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23 February 2011

(Blog Tour) Guest Post: Author Neesha Meminger

I am pleased to welcome author Neesha Meminger to An Avid Reader's Musings today. Neesha will be discussing her latest book, JAZZ IN LOVE (read my review here).

Jasbir, a.k.a. Jazz, has always been a stellar student and an obedient, albeit wise-cracking, daughter. Everything has gone along just fine--she has good friends in the "genius" program she's been in since kindergarten, her teachers and principal adore her, and her parents dote on her. But now, in her junior year of high school, her mother hears that Jazz was seen hugging a boy on the street and goes ballistic. Mom immediately implements the Guided Dating Plan, which includes setting up blind dates with "suitable," pre-screened Indian candidates. The boy her mother sets her up with, however, is not at all what anyone expects; and the new boy at school, the very UNsuitable hottie, is the one who sets Jazz's blood boiling. When Jazz makes a few out-of-the-ordinary decisions, everything explodes, and she realizes she'll need a lot more than her genius education to get out of the huge mess she's in. Can Jazz find a way to follow her own heart, and still stay in the good graces of her parents?

JAZZ IN LOVE is about a young girl who goes against her parents wishes in order to follow her heart. As a teenager did you ever disagree with your parents on a major issue? What was it and how did you resolve the disagreement? What advice would you give teenagers who are in a similar predicament to Jazz, be it about a boy, participating in an activity, or something else?

The hair-cutting scene in JAZZ IN LOVE was directly inspired by my real-life experiences. I was not allowed to cut my hair, or shave my legs and underarms, and I went ahead and did all of the above anyway. Hey, it was social survival! My parents did not understand and were not in the least sympathetic to my struggles in conformity, so they responded in much the same way as Jazz's did, only amplified about a thousand times (truly). I will admit that my teenage years probably aged my mother far faster than she would've aged otherwise (sorry, Mom!).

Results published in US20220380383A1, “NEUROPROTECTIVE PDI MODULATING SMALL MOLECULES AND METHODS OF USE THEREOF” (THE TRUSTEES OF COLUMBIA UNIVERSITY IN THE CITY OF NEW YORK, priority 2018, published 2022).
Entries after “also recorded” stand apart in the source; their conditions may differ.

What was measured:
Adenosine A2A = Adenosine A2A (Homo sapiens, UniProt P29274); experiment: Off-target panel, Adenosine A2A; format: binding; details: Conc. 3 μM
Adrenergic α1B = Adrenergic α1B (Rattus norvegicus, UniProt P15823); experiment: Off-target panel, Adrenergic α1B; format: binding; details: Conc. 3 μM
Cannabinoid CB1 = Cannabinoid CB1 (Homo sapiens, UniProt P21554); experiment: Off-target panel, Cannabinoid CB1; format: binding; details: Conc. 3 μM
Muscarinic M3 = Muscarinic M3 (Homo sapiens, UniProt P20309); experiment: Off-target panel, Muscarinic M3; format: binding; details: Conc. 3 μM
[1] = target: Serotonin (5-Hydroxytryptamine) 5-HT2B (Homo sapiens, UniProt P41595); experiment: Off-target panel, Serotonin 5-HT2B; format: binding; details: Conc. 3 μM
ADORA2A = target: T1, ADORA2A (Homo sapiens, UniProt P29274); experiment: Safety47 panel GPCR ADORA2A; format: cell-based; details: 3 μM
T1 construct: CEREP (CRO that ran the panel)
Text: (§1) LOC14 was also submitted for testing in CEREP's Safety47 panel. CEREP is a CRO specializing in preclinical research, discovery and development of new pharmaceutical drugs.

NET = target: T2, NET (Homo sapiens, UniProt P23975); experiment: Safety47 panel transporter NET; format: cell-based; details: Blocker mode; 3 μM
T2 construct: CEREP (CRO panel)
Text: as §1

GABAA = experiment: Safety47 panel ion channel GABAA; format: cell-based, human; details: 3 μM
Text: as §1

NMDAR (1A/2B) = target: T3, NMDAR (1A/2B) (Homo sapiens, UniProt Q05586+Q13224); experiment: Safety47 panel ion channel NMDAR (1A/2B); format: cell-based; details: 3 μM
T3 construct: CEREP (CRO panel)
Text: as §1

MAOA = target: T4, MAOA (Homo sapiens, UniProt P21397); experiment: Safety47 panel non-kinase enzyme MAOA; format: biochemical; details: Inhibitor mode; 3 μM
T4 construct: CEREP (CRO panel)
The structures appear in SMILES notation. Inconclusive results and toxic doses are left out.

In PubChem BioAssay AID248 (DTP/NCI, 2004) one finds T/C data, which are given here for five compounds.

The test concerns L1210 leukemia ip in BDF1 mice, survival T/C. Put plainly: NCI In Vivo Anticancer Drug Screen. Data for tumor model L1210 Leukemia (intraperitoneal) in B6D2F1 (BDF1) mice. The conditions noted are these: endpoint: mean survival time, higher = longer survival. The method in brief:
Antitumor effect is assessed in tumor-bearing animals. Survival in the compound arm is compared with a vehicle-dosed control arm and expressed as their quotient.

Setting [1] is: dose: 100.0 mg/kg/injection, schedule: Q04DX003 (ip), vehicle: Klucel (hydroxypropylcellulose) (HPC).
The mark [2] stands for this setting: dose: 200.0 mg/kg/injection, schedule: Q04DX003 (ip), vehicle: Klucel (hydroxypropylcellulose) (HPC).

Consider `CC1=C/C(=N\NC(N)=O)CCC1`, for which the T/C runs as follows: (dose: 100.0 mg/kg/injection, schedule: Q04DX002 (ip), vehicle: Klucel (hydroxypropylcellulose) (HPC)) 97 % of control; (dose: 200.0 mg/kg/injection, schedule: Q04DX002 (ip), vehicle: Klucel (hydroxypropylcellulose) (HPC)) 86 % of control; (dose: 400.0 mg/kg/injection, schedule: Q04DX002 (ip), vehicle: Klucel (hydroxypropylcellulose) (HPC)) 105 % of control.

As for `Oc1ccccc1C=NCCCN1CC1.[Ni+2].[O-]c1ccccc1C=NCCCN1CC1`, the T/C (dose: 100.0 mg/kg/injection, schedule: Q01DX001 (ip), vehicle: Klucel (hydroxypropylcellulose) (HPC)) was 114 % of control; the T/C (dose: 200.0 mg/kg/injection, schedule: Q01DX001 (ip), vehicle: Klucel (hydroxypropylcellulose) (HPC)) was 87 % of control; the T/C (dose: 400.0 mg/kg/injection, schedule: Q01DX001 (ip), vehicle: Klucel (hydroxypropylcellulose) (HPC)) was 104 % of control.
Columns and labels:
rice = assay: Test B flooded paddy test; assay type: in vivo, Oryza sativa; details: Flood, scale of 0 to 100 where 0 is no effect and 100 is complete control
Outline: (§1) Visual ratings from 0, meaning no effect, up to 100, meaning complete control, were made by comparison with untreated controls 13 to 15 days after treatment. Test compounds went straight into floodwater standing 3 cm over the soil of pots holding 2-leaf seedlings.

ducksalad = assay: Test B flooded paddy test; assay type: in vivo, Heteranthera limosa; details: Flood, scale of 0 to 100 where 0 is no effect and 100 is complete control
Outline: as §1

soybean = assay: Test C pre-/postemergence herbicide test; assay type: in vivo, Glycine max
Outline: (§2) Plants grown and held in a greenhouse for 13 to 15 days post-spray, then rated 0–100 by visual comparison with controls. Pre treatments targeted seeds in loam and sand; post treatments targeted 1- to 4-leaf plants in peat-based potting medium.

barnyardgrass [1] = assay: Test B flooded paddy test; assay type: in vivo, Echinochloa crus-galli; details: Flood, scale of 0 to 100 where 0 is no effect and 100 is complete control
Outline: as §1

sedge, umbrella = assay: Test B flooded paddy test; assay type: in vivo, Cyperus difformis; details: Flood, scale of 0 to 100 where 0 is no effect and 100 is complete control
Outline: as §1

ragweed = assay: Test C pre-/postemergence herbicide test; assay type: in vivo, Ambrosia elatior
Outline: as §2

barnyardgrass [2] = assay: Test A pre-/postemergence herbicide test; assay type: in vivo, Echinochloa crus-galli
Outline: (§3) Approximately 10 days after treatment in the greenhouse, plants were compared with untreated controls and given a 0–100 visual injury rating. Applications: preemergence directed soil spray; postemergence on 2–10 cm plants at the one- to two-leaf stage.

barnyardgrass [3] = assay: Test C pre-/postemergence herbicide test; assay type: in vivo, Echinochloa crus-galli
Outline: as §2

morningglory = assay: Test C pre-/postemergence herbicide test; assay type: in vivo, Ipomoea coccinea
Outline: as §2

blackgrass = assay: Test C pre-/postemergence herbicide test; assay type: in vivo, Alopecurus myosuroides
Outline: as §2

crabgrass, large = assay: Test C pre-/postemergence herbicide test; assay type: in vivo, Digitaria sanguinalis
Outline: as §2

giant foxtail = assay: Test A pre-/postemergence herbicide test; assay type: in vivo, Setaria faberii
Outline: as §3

Craig Blankenhorn, copyright 2010
I also wasn't allowed to date or go out with friends, wear makeup or skirts, or speak to boys I was not related to. Again, I did all of the above anyway, and had to face the explosive fallout :). I don't know if I would advocate other teens using the same approach I took to deal with my parents' restrictions. I only took those risks because (1) the payoff, to me, was worth whatever came after; and (2) I knew, on some level, that my parents would still love and support me in the end, after they were done ranting and raving and doling out punishments.

But what I always tell teens is that it's very important to know yourself, i.e. what you're willing to put up with, what you're willing to risk, and whether you are prepared for the worst and best case scenarios (it's important to play out both in your mind before assessing a risk); and to know your parents/guardians and their limits. Caregivers differ greatly in their styles and where one might be lenient, another might be far stricter and less flexible. So, it's very important to be clear and aware of your own situation when determining whether a particular action, behavior, or strategy would work for YOU. And as with anything else, it is of the utmost importance to be SAFE in whatever you do. If your primary caregiver/s don't know what you're up to, make sure *someone* that you trust and know well, does. And, if at all possible, find an adult - an aunt, grandparent, older cousin, teacher, counselor, neighbor, whatever - to confide in. You don't have to share *everything*, but it's important to seek different points of view from the adults around you - parents are always biased when it comes to their own kids ;-).

Great advice for teens, Neesha! Thanks for stopping by today and thanks also to The Teen {Book} Scene for arranging the JAZZ IN LOVE Blog Tour.

To learn more about Neesha Meminger and her writing, visit her website here.

JAZZ IN LOVE description and cover art courtesy of Goodreads.


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